When your clients don't care what you charge, when they are already bought into the result you provide, and are certain they want to work with YOU, isn't that the best?
What if you could experience that kind of satisfaction more often?
You can, when you use what I call the Success Sequence.
The Success Sequence is a communication technique you can use in all aspects of your marketing and selling, from sales pages, to networking, to consultations.
When you use the Success Sequence, you understand that the order in which you present key information to your customer makes all the difference.
Or, in other words:
Sequence matters if you want to achieve sales success.
Let me explain.
The #1 thing your potential client wants to know- whether they explicitly tell you or not- is the value they will get from working with you.
You might think of this as the "ultimate result."
What is the BIG thing they can expect from working with you?
Beautiful photos of their family they will cherish for years to come?
A business full of their ideal clients?
A redecorated, functionally-designed work-space?
This is something you want to make sure your clients know, before you talk price!
After that, there are many more colors for you to paint with, when it comes to illuminating the value of what you have to offer. You will see them listed here (with a proposed order for how you discuss).
If the Ultimate Result was a table, the deep-rooted benefits would be the legs. What are some awesome benefits that are related to your ultimate result?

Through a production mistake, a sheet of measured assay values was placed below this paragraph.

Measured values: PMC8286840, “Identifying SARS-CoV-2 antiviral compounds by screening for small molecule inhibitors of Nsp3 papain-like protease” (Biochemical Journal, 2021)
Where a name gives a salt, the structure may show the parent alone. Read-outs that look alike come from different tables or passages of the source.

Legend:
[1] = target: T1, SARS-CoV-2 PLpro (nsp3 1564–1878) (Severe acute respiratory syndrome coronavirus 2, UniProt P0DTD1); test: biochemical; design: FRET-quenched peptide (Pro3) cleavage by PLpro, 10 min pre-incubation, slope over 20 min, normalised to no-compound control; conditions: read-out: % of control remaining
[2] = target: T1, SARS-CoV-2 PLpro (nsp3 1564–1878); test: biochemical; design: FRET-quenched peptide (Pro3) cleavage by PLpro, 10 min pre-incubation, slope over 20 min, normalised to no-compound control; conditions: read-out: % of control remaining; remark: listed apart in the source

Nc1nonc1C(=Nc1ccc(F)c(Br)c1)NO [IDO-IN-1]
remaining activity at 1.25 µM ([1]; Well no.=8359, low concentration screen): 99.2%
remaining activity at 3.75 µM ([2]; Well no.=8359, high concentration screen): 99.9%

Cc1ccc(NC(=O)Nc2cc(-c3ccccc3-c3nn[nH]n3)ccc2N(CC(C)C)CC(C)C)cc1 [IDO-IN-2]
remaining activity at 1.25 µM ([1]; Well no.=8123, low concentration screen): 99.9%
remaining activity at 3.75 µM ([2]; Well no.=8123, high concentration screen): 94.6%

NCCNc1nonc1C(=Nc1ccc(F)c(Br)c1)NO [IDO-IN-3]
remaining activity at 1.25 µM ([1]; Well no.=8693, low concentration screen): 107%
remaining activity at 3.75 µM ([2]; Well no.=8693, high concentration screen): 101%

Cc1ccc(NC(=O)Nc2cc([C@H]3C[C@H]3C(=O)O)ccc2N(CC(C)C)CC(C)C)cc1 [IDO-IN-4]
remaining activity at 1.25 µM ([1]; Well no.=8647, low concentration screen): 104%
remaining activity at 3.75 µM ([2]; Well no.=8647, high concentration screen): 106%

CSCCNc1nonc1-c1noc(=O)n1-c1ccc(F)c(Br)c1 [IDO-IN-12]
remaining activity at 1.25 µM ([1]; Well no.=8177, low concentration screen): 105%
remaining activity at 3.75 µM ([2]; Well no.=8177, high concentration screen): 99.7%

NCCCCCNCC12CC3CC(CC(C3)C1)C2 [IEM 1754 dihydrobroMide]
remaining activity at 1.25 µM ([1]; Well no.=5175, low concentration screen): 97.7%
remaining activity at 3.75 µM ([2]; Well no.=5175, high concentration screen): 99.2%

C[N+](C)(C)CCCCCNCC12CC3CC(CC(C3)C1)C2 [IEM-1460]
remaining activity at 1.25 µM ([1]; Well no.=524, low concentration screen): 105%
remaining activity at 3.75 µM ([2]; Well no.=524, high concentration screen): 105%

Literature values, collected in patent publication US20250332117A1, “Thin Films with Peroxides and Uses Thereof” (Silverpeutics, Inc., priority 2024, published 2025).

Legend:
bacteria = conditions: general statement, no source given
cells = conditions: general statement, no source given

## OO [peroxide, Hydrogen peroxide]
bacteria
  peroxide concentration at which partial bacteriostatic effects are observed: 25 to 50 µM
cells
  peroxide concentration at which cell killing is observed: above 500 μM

For instance, if you were a fitness instructor and your ultimate result was to "feel stronger than ever before," perhaps one of the deep-rooted benefits you provide your clients is "greater ease in everyday activities," or "increased endurance," or even"new-found confidence."
What deep-rooted benefits come to you as you consider that value your clients receive as a result of working with you? Here is a fun strategy for more support on how to articulate the deep-rooted benefits of your work.
At some point or another, you've probably bought a product online via a sale page that featured powerful testimonials about the product or program.
In the Success Sequence, testimonials are shared before pricing information because they are a powerful way to build trust and excitement, which in turn changes the way the client perceives pricing.
Why collect testimonials and client success stories asap? Testimonials deeply connect with potential customers on a couple of levels. They show potential clients what is possible, as well as social proof- evidence that groups of people are buying and if lots of people are doing it...why don't you?
Is there a unique way you get your clients from point A to point B? A signature process or methodology that you employ that sets you apart?
If you're chatting with an excited prospect, keep in mind the RESULT will always be more important to your potential clients than the PROCESS. However, if they understand things like the result and the deep-rooted benefits, it could be an ideal time to chat about your signature process.
If you are selling an online product via a sales page and you've got Ultimate Result + Deep Rooted Benefits + Testimonials, potential buyers may also naturally get curious at this point about "how you do it." So tell them!
Just remember, the process isn't THE most important thing to your audience. For more on this, check out one of my previous posts, How to sell premium offerings by remembering an airplane.
Now that you've established so much BIG-PICTURE value, you can talk logistics. What specifically do they get for their money? How many training modules, for how long, over what period of time? How many photos? What number of rooms will you redesign, etc?